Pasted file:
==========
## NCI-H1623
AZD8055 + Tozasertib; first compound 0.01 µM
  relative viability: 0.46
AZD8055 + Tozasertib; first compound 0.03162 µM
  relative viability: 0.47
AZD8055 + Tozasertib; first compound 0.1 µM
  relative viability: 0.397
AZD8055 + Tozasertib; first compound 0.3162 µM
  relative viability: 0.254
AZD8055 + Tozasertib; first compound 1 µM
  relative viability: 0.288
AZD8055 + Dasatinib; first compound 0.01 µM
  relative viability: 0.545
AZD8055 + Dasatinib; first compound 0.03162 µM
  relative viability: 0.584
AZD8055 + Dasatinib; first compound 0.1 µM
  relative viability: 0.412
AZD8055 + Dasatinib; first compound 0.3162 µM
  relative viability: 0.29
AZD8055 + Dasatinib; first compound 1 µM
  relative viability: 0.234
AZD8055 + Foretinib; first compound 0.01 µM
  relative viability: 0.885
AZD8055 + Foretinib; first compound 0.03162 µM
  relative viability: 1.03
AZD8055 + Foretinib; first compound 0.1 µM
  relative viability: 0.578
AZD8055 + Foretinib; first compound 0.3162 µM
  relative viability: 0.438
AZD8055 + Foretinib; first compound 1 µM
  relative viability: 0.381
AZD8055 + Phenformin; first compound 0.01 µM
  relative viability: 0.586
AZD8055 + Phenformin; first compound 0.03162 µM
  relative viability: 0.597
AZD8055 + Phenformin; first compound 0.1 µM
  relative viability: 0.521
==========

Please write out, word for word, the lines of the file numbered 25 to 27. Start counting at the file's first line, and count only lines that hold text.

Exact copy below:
  relative viability: 1.03
AZD8055 + Foretinib; first compound 0.1 µM
  relative viability: 0.578